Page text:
After winning yesterday’s British general election, Conservative Prime Minister Boris Johnson now faces an even more daunting task: he has until January 31, 2020 to move his plan to withdraw the U.K. from the European Union through parliament, which has been mired in an angry Brexit stalemate for nearly four years. Perhaps even more challenging, he then must negotiate a comprehensive free trade pact with the EU by the end of 2020, or risk triggering another major Brexit crisis over the economic dangers of leaving without a deal.

If trade negotiations don’t go well, Johnson has until June 30, 2020 to ask for an extension – something he has vowed never to do. With out a deal, the UK’s trading relationship with Europe, which currently consumes almost 45% of the country’s exports, would end. It would then have to seek new trade pacts (including with the EU). While a group of hard-Brexit proponents don’t want a deal in the first place, leaving without one is something most UK politicians want to avoid.  And this clash could trigger a heated debate and more economic uncertainty in the months ahead.  

Even though World Trade Organization rules would kick in if a deal can’t be reached, there are clear risks. Indeed, in response to long delays at the border and a loss of confidence in British financial institutions, the Bank of England believes the country’s economy might contract by 8% over a 12-month period. As well, the UK may have to pay £20 billion in unpaid bills to the EU.

There could also be negative economic fallout across the EU, with countries closest to the UK geographically expected to suffer the most. For one, Belgium is predicting that job losses could reach 42,000 if a deal can’t be reached. Additionally, Germany and France, which do large volumes of trade with the UK could be hard hit. For instance, the UK is the third largest trading partner for the German city of Bremen, and Berlin’s fifth largest.

Slowing growth, Brexit hurting Europe’s manufacturers

How likely is it that Johnson could avoid a hard Brexit by reaching a comprehensive trade pact with the EU in just a year?  For starters, hardline Tories want a deal allowing tariff- and quota-free trade, similar to those in the EU/Canada CETA agreement. However, that agreement took seven years to negotiate; suggesting that even if the EU was on board, Johnson would be unable to close a deal in 12 months. As a result, that likely means more economic uncertainty over the next year and beyond if the UK leaves the EU without deal.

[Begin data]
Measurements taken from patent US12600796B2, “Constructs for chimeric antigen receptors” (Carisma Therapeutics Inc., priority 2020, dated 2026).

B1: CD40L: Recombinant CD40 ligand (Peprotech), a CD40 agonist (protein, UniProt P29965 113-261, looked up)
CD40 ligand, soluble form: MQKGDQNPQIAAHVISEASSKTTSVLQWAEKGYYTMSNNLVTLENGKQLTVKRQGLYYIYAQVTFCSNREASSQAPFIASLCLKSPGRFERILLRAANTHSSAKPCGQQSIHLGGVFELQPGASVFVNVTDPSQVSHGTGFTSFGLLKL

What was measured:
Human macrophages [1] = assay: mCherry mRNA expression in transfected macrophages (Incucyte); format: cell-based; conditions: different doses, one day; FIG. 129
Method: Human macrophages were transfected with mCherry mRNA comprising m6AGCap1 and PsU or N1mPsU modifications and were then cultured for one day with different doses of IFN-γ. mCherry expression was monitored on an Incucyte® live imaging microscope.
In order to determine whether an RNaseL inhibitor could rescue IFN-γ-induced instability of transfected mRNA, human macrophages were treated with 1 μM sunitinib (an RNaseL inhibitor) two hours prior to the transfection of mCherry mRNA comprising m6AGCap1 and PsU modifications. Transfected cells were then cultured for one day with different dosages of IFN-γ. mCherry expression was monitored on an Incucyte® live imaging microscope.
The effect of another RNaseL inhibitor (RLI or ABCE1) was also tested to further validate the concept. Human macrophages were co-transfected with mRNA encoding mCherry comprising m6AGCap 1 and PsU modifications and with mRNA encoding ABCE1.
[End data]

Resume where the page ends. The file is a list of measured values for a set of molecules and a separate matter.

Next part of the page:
The EU also has to uphold its own rules around trade to maintain regulatory integrity across the Eurozone. To that end, the EU’s chief Brexit negotiator, Michel Barnier, has warned that the UK could face barriers to trade if it diverged substantially from European trade laws, saying: “access to our markets will be proportional to the commitments taken to the common rules”.

Johnson, like his predecessor, Theresa May, signed a divorce agreement with the EU, under which the UK would leave the EU customs union. As part of that deal, in what has become known as the Irish backstop, Northern Ireland (which is part of the UK) would continue follow many EU trade rules.

However, for many Conservatives, fully breaking away from EU trade law is the entire point of the Brexit exercise in the first place. This leaves Johnson with little wiggle room in the months ahead. If he accepts a trade deal largely dictated by the EU, it could be strongly opposed by Brexit hardliners in his own party, who were instrumental in bringing him to power in the first place. But if he gives into their hard-break demands, Britain could leave without a deal – with negative economic consequences for both the UK and the Eurozone.

Underweight Europe in the Sun Life Granite Portfolios

The uncertainty around Brexit, and slowing global growth has been a major drag on the Eurozone economy. There has also been a sharp fall off in trade between a number of EU counties and China, including Germany, which is close to a recession. As well, the European Central Bank, which has lowered its key lending rate to -0.40%, has little ammunition left to boost the EU economy. As a result, we continue to be underweight European equities in the Sun Life Granite Portfolios until we see how Brexit ultimately plays out, and whether the Eurozone economy starts to improve.

This commentary contains information in summary form for your convenience, published by Sun Life Global Investments (Canada) Inc. Although this commentary has been prepared from sources believed to be reliable, Sun Life Global Investments (Canada) Inc. cannot guarantee its accuracy or completeness and is intended to provide you with general information and should not be construed as providing specific individual financial, investment, tax, or legal advice. The views expressed are those of the author and not necessarily the opinions of Sun Life Global Investments (Canada) Inc. Please note, any future or forward looking statements contained in this commentary are speculative in nature and cannot be relied upon. There is no guarantee that these events will occur or in the manner speculated. Please speak with your professional advisors before acting on any information contained in this commentary.

© Sun Life Global Investments (Canada) Inc., 2019. Sun Life Global Investments (Canada) Inc. is a member of the Sun Life Financial group of companies.